Lieutenant Snyder is directed to give your excellency a detail of the statement made to him yesterday by the captain of the schooner which was fired upon by the batteries on Morris Island. I regret very much that there were no boats to warn her, or to give her instructions as to the course of conduct she would have to pursue in entering the harbor, and I regret, too, that the firing was continued after she had turned and was attempting to leave the harbor. Believing that the fortunate issue of this affair, without injury or loss of life, was providential, and still hoping that God will so direct the counsels of all in authority that we shall soon be relieved from our unpleasant position,
I have the honor to remain, with sincere regard, your obedient servant,
Major, U. S. Army, Commanding.
FORT SUMTER, S. C., April 4, 1861.
General JOS. G. TOTTEN,
Chief Engineer U. S. Army, Washington, D. C.:
GENERAL: The permit for my men* to leave did not arrive yesterday, and I have put them at work again until it does arrive.
Yesterday, at about 2 o'clock, the batteries on Morris Island commenced firing at a schooner that was entering the harbor when she was about up with the channel buoy (channel buoy Numbers 3, Coast Survey Chart of 1858), or about one mile from this fort.
The first shots were fired in front of her, and the subsequent ones directly at her. The schooner hoisted the American flag. After receiving a few shots the turned about to run out through the Swash Channel. After a few more shots she lowered the American flag, but stood on her course until nearly or quite out of range of the guns of the batteries, when she came to and anchored. The batteries on Morris Island continued firing at her-at least, one of them did-until she anchored. Major Anderson sent a boat with Captain Seymour and Lieutenant Snyder to ask the reasons for the firing from the commanding officer on Merris Island, and also to obtain permission to board the vessel and ascertain her condition, object of visit, &c.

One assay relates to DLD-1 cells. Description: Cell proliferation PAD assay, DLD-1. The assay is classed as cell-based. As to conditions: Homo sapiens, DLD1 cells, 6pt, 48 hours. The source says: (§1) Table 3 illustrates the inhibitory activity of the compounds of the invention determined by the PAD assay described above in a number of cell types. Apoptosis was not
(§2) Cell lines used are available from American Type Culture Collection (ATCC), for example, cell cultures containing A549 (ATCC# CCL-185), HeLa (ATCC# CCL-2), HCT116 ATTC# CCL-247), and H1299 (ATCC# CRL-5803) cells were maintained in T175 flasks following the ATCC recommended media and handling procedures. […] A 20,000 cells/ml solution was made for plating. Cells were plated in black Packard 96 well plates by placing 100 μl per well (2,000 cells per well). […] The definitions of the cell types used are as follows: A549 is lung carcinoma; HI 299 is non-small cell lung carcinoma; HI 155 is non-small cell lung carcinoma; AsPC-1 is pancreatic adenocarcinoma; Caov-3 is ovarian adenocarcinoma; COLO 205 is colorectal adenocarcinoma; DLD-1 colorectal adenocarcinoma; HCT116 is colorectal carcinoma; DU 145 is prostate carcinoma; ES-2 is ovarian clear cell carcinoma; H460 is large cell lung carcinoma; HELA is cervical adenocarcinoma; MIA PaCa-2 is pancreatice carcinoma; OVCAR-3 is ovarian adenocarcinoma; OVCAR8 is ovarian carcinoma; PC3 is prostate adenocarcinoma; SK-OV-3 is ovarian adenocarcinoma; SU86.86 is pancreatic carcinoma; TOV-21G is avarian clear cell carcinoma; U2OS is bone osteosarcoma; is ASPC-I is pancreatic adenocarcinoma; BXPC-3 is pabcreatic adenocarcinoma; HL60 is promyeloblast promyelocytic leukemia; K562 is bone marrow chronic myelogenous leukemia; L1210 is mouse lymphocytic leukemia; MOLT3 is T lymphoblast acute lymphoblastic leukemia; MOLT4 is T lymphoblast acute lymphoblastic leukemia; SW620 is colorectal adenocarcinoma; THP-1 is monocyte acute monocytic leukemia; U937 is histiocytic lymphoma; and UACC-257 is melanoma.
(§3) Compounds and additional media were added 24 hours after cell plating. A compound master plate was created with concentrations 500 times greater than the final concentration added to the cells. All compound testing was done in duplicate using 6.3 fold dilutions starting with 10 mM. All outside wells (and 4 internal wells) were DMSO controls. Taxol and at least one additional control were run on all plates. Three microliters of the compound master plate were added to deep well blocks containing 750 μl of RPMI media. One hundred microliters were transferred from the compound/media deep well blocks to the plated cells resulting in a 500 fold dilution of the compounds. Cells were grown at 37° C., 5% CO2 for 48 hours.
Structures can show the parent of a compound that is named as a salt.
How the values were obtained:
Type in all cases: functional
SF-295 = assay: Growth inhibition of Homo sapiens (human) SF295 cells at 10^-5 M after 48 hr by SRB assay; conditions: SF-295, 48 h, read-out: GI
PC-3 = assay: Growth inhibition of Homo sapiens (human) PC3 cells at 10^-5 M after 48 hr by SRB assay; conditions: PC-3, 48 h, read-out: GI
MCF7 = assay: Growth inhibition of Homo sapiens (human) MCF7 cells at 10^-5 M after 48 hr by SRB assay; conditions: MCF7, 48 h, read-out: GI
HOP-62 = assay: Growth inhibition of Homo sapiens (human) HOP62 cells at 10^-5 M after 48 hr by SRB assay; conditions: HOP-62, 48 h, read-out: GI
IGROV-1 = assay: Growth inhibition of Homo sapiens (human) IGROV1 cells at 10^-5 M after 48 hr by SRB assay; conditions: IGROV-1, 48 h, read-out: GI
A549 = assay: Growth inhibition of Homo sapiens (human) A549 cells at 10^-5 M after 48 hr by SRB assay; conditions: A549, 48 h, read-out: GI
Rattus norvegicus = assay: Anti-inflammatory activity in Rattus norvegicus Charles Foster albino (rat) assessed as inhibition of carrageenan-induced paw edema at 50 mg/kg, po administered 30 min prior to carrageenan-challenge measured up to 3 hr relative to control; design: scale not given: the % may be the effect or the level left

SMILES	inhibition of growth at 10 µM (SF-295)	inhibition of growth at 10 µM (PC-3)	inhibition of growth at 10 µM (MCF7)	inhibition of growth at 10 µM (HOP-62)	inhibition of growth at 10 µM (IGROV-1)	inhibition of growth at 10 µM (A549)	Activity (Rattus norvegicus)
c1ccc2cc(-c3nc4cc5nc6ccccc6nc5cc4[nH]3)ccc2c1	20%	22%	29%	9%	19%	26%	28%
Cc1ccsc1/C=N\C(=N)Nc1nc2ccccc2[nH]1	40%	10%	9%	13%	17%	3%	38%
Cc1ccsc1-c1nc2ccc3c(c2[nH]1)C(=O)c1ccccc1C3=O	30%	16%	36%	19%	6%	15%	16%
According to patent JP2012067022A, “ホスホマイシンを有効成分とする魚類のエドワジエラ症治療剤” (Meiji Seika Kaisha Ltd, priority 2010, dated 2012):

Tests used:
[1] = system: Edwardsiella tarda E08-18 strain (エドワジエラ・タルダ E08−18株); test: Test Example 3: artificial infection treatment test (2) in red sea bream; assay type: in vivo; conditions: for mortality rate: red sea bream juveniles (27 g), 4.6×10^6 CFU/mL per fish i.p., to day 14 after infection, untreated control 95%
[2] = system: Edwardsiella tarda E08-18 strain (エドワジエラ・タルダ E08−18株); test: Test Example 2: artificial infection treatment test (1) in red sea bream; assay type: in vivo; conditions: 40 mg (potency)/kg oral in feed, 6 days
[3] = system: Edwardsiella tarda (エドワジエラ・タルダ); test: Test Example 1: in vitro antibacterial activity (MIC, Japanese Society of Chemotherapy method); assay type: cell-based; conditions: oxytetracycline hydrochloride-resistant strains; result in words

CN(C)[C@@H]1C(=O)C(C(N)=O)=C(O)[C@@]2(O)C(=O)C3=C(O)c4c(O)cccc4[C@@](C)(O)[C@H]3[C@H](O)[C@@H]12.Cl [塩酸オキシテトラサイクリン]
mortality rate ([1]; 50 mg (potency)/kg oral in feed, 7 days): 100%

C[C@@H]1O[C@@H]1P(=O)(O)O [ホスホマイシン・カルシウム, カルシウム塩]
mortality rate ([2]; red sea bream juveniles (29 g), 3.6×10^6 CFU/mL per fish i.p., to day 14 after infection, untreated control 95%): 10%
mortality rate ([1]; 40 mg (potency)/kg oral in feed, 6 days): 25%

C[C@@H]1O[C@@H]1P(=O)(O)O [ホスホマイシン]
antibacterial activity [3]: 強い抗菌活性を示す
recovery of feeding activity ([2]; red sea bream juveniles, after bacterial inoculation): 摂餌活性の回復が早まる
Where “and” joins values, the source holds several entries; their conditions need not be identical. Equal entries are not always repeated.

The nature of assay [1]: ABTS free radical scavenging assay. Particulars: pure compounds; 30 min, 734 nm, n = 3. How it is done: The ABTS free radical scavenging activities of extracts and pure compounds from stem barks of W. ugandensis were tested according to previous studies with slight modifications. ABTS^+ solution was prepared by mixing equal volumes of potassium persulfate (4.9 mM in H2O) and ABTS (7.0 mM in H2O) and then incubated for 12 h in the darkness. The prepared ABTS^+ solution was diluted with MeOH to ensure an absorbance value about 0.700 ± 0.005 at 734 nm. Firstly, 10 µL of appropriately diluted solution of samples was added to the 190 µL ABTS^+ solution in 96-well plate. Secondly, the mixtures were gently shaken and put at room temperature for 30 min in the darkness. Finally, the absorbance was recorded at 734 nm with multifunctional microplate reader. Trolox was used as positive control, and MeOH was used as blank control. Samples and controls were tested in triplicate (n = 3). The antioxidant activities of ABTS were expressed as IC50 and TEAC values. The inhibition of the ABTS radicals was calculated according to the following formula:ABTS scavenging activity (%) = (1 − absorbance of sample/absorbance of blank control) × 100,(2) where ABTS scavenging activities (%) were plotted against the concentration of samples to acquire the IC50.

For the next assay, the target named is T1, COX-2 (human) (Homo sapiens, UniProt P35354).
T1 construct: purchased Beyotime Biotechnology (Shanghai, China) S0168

The main points of the reports of these officers upon their return were, that the officer in command of Morris Island, Colonel Wilmot De Saussure, acted by orders from his Government, one of which was to force a vessel to show her colors by firing across her bows, and another to fire on any vessel attempting to enter with the American flag flying.
The vessel was ascertained to be the Rhoda H. Shannon, from Boston to Savannah, loaded with ice. She was a schooner of 180 tons burden.
Her captain was an ignorant man, and, owing to thick weather and making a mistake in his reckoning, mistook this harbor for the one to which he was bound. He did not know what they wanted him to do.
None of the shots struck his vessel, and only one struck anything about the vessel, and that passed through one of his sails, about two feet above the boom.
I obtained more important information through Lieutenant Snyder of the channel batteries than I possessed before.
In the short time before this letter is to go I can only say that all the
*Thirty discharged employes.